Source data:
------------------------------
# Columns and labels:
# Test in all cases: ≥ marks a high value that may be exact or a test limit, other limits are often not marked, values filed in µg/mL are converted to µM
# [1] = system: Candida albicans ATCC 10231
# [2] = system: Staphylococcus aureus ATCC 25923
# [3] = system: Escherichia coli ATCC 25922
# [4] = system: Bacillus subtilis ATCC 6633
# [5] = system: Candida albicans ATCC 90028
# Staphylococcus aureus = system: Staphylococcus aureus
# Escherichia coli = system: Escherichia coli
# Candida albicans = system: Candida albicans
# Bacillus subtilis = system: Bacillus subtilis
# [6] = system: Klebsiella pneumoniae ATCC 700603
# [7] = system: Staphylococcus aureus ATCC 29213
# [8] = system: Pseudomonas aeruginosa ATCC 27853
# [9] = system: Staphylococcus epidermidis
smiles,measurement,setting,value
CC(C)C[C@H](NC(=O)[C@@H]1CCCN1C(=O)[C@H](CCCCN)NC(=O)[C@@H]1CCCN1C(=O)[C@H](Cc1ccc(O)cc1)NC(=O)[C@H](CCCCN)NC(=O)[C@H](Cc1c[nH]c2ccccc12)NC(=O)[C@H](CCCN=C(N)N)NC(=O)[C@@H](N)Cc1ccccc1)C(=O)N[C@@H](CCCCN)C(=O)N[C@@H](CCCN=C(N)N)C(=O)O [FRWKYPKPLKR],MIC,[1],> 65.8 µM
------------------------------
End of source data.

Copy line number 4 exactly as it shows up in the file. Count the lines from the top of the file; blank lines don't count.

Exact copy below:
# [2] = system: Staphylococcus aureus ATCC 25923